Welcome to the new Twitter API! 

We believe developers play a critical role in serving the public conversation. The creativity of developers with our API makes Twitter better for people and businesses, and makes the world a better place. As we embark on the next phase of our API, our objective is to make our developer platform better for everyone. 

Our API gives you the ability to learn from and analyze the conversation on Twitter. We want to give you the tools you need to further uncover, build on, and share the value of this conversation with the world. 

Over the past year, we’ve partnered with developers to build the next generation of the Twitter API to better serve our diverse community of developers. Based on developer feedback we’ve re-designed the API to better serve a broader collection of needs, introduced new capabilities and provided room for developers to grow more seamlessly. This is just the beginning.

What is the new Twitter API?

In May of 2019, we announced our intent to build the next generation of the Twitter API. Since then, we have been collecting feedback and learning from the Twitter developer community. After more than a year of collaboration, we are announcing the first collection of Twitter API v2 endpoints. Longer term, as we release new versions of core endpoints and features, you should expect they will replace the standard v1.1premium v1.1, and enterprise endpoints as you know them today. The endpoints we have released so far are:

Resource Endpoint group How it can be used
Tweets Tweet lookup Look up Tweets by ID.
Search Tweets

Query the most recent seven days or the full-archive of Tweets, and receive a full-fidelity response.

The full-archive search endpoint is currently only available via the Academic Research product track.

Tweet counts

Retrieve a count of Tweets from either the last seven days or from the full-archive that matches a query.

The full-archive Tweet counts endpoint is currently only available via the Academic Research product track.

Timelines Retrieve a timeline of either the Tweets composed by a specified Twitter account, or the mentions of a specified Twitter account.
Filtered stream Filter the complete stream of real-time public Tweets.
Sampled stream Stream a sample of new Tweets as they are published, across ~1% of all public Tweets in real-time.
Retweets Retrieve a list of accounts that have Retweeted a Tweet, or Retweet or undo a Retweet of a Tweet.
Likes Retrieve a list of users who liked a Tweet, retrieve a list of Tweets that a user has liked, or like and unlike a Tweet.
Hide replies Hide or unhide a reply to a Tweet.
Users User lookup Look up users by name or ID.
Follows Retrieve an account's followers, retrieve a list of who an account is following, or follow and unfollow a user.
Blocks Retrieve a list of users that an account has blocked, or block and unblock a user.
Mutes Retrieve a list of users that an account has muted, or mute and unmute a user

If you currently use the standard v1.1 endpoints, the chart below reflects the functional replacement of a subset of the  v1.1 endpoints with their v2 successors along with the v2 request rate limits for each.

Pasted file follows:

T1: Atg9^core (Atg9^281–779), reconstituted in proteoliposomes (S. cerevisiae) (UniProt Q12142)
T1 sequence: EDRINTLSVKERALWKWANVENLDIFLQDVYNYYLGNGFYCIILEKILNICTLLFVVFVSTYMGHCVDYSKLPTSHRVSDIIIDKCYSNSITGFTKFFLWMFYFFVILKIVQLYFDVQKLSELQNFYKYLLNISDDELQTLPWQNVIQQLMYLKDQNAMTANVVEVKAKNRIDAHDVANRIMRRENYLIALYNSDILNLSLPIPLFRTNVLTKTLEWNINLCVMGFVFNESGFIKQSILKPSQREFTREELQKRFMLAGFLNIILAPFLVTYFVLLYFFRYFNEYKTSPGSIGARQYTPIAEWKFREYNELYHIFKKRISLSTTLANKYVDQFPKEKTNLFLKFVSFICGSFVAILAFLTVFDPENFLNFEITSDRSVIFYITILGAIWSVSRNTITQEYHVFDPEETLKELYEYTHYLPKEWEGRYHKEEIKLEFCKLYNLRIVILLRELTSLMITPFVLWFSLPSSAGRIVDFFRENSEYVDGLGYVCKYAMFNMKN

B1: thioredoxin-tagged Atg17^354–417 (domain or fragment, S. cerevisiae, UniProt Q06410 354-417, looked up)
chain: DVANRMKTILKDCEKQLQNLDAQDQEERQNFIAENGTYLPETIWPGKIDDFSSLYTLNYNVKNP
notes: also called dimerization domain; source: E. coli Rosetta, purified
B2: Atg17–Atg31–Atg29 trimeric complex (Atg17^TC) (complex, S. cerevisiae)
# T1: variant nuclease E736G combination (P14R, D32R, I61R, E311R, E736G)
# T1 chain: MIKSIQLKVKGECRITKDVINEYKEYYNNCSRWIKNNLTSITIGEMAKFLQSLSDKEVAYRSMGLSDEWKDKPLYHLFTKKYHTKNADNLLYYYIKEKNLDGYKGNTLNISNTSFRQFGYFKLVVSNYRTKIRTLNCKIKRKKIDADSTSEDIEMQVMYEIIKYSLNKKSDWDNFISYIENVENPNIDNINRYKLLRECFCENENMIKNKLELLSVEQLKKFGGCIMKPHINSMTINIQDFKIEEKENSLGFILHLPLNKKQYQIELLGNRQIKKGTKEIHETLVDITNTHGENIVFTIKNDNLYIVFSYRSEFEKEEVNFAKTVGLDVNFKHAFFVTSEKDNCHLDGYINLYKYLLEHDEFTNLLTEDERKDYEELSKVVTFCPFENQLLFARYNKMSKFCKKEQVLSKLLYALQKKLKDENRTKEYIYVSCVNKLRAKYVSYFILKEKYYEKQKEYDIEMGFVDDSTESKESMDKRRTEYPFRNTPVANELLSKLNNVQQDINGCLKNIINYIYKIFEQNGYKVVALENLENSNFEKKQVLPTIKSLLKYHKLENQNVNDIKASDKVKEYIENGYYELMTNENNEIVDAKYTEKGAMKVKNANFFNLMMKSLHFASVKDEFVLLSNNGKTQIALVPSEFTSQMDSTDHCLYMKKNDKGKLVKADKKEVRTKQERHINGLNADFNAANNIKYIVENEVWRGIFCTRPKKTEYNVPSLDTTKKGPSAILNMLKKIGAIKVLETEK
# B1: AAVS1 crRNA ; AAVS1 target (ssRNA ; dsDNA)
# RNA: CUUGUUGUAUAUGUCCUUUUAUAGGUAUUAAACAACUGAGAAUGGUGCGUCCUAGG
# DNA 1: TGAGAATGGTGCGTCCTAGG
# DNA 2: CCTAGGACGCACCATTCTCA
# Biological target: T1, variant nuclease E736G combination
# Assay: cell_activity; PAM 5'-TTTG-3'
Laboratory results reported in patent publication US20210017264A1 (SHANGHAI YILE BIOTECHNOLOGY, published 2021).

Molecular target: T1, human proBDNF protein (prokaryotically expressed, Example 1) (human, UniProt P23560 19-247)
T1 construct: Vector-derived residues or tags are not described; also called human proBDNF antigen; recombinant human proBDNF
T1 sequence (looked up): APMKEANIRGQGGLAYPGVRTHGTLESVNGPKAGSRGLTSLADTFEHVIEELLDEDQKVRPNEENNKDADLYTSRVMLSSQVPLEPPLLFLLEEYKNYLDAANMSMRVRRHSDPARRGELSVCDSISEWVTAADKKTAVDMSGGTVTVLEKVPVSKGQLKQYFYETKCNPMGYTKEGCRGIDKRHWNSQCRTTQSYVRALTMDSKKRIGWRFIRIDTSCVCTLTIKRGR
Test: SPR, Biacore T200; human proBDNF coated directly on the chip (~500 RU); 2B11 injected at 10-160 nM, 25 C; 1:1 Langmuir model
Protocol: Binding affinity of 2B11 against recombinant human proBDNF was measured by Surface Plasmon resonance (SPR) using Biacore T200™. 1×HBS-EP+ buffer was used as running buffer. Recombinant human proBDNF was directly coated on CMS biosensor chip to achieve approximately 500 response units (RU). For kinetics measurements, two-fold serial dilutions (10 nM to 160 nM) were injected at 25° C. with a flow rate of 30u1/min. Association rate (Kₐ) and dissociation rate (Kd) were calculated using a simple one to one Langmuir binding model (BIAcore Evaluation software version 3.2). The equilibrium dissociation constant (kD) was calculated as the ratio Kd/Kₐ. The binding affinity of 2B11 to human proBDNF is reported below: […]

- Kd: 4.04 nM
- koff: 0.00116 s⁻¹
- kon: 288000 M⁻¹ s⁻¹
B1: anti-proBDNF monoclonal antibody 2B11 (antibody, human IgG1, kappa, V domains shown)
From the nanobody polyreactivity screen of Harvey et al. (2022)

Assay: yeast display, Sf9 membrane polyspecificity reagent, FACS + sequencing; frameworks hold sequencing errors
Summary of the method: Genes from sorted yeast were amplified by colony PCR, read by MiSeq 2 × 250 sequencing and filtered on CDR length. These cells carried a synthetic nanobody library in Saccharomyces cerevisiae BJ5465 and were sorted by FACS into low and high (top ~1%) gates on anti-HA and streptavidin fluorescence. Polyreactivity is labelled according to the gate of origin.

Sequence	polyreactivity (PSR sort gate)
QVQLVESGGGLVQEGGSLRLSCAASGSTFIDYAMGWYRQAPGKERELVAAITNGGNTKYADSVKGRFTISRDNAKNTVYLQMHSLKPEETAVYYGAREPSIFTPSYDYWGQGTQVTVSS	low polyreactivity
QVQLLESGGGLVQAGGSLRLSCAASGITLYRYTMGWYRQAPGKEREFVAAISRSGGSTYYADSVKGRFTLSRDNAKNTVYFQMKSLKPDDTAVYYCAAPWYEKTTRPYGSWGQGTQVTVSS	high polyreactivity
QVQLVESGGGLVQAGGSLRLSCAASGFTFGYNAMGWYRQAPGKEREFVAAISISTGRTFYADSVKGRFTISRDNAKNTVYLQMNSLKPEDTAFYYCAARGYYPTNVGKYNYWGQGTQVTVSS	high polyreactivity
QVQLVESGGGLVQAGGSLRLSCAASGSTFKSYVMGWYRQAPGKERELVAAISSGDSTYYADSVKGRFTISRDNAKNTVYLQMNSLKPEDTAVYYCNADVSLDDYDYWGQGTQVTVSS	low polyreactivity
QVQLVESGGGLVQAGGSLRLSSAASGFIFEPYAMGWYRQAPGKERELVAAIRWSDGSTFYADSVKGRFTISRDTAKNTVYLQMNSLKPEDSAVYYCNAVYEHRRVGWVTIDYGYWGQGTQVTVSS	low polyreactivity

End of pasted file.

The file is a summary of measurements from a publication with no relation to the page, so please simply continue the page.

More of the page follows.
Standard v1.1 endpoints v2 endpoint v2 limits
statuses/show & statuses/lookup Tweet lookup 900 requests/15 min per user
300 requests/15 min per App
statuses/user_timeline & statuses/mentions_timeline Timelines
- User Tweet timeline
- User mention timeline
User Tweet timeline
900 requests/15 min per user
1500 requests/15 min per App

User mentions timeline
180 requests/15 min per user
450 requests/15 min per App
search/tweets Search Tweets
- Recent search
- Full-archive search
Recent search
450 requests/15 min per user
180 requests/15 min per App

Full-archive search
300 requests/15 min per App
1 request/1 sec per App
  Tweet counts
- Recent Tweet counts
- Full-archive Tweet counts

Recent Tweet counts
300 requests/15 min per App

Full-archive Tweet counts
300 requests/15 min per App

statuses/filter Filtered stream
- Connect to stream
- Add/delete rules
- Retrieve rules
Connect to stream
50 requests/15 min per App

Add/delete rules
450 requests/15 min per App

Retrieve rules
450 requests/15 min per App
statuses/sample Sampled stream 50 requests/15 min per App
statuses/retweets/:id & statuses/retweeters/:ids Retweets lookup 75 requests/15 min per user
75 requests/15 min per App
statuses/retweet/:id & statuses/unretweet/:id

Manage Retweets
- Retweet a Tweet
- Undo a Retweet


- 50 requests/15 min
- 50 requests/15 min

300 requests/3 hours

favorites/list (Tweets liked by a user)

Users who have liked a Tweet is a new endpoint in v2

Likes lookup
- Tweets liked by a user
- Users who have liked a Tweet

Tweets liked by a user
75 requests/15 min per user
75 requests/15 min per App

Users who have liked a Tweet
75 requests/15 min per user
75 requests/15 min per App

favorites/create, favorites/destroy

Manage Likes
- Like a Tweet
- Unlike a Tweet

Shared rate limit

50 requests/15 min per user
50 requests/15 min per user

1000 requests/24 hour per user

  Hide replies 50 requests/15 min
users/show & users/lookup User lookup 900 requests/15 min per user
300 requests/15 min per App
followers/ids, followers/list, friends/ids, & friends/list Follows lookup 15 requests/15 min per user
15 requests/15 min per App
friendships/create, friendships/destroy Manage follows
- Follow a user
- Unfollow a user

50 requests/15 min per user